My mom made it a point to drive this idea into my head for as long as I can remember, and I only now understand how grateful I should be for that. Despite the fact that my very left-leaning politics run completely counter to her patriotic, conservative mores, she was gracious in never stifling the development of those convictions as a young person or as an adult. She’s expressed clearly that she is just happy to have children who are passionate about their worldview. In a recent interview, I heard Rachel Maddow express a similar belief - that even though she might be in total opposition to the stance a guest on her show might take, they’ll always be able to find common ground as people who are both passionate enough about something to be talking about it at all. No matter what, both she and her guest care, which not everyone does. It’s that kind of understanding that fosters true progress.
To address your specific example, End of a Year Self Defense Family illustrate this entire idea by actively working to contradict every expectation that a fan/listener/observer might place on them, whether or not they actually believe their own stance. As a punk band, it’s safe to say that they do this in an effort to highlight the subculture’s nature to force a certain way of thinking on its constituents, and the general culture of intolerance towards people who don’t buy into those ideas. Kindlon often paints subculture as being Orwellian in a lot of ways. When I suffered through a RVIVR set last year, I couldn’t have agreed more in that moment. I saw lots of people totally blinded by their own conviction, all validating each others’ ignorance. Despite that band’s crusade to make punk “safe” and “inclusive”, I stood there feeling as excluded as ever, like I was in high school again, surrounded by mental jocks just waiting for me to say something that would give them an excuse to tell me what a sexist, macho pig I am.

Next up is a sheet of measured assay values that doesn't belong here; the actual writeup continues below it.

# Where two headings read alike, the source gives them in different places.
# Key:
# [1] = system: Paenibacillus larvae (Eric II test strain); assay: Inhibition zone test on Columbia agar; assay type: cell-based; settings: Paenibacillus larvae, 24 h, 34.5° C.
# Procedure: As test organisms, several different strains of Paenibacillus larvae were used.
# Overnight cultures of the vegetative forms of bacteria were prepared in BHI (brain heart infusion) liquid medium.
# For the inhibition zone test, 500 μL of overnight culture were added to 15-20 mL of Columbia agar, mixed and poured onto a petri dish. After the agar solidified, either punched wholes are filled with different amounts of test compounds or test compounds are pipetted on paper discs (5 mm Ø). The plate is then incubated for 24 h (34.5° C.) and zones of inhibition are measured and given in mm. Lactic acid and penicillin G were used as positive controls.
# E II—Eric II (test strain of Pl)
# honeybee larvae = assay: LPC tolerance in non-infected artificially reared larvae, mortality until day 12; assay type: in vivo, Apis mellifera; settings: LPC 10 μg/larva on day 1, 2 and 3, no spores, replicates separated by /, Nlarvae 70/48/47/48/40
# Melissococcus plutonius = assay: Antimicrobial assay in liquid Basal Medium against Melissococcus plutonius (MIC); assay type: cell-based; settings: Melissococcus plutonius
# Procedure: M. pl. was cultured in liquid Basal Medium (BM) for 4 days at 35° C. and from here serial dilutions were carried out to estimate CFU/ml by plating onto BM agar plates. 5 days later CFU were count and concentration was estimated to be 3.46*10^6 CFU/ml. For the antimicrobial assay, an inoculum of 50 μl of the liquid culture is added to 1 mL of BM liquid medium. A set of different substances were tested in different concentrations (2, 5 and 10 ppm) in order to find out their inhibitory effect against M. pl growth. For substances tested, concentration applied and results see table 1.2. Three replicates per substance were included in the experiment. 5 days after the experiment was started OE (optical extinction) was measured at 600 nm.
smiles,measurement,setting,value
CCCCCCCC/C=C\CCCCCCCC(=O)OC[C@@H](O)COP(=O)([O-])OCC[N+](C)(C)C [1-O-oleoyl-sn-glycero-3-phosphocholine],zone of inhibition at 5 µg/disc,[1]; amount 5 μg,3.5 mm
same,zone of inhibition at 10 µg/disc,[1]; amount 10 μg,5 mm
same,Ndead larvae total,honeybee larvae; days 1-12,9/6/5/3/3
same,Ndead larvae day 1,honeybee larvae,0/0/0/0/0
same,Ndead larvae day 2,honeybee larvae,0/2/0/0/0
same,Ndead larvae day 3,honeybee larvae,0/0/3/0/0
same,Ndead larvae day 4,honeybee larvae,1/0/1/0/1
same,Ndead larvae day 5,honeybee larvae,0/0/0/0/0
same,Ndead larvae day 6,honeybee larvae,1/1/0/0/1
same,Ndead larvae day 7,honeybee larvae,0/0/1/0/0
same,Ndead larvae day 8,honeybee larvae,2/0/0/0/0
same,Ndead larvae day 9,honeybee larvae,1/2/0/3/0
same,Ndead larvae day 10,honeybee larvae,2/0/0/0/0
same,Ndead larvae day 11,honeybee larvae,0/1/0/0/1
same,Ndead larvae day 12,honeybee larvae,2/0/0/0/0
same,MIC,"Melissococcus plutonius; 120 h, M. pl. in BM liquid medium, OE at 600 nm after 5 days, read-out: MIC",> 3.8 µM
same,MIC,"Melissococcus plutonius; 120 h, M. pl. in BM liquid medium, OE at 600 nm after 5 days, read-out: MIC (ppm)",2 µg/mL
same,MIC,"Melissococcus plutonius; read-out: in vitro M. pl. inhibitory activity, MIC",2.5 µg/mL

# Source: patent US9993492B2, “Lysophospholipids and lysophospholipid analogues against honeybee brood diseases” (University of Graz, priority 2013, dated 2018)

So to answer your question concisely, yes, people (whether in a band or not) should respect your convictions by not stifling your right to express them. That doesn’t mean that they should only say and do things you agree with, it just means them letting you do your thing, and you letting them do their thing, Brush off anyone that will have you believe that you’re not entitled to think a certain way, for they are posers.
I hope I answered your questions, I’m afraid I might have missed the point in my rambling. Either way, I hope you can take something from this.
I just woke up. It’s beautiful outside and warm enough that I didn’t instantly resent the mid-Atlantic region when I stepped outside to let my dog out. I have the house to myself and a half-pipe in my back yard. Despite all of the wonderful freebies the universe is throwing me, I have a hard time mustering the enthusiasm to take advantage of them. It’s the result of a recent wave of dis-empowerment that’s come over me in the past few days. The idea that I’m not in as much control of attaining personal success (as defined by my own admittedly lofty concept of it) as I once believed is once again creeping into my head. It’s like a virus, or a periodically recurring cold that comes as the result of buying into all of the forces in the world that tell me that I’d do well to just keep my head down and get an MBA. This time the cold has come on a little stronger and is proving a little harder to get over.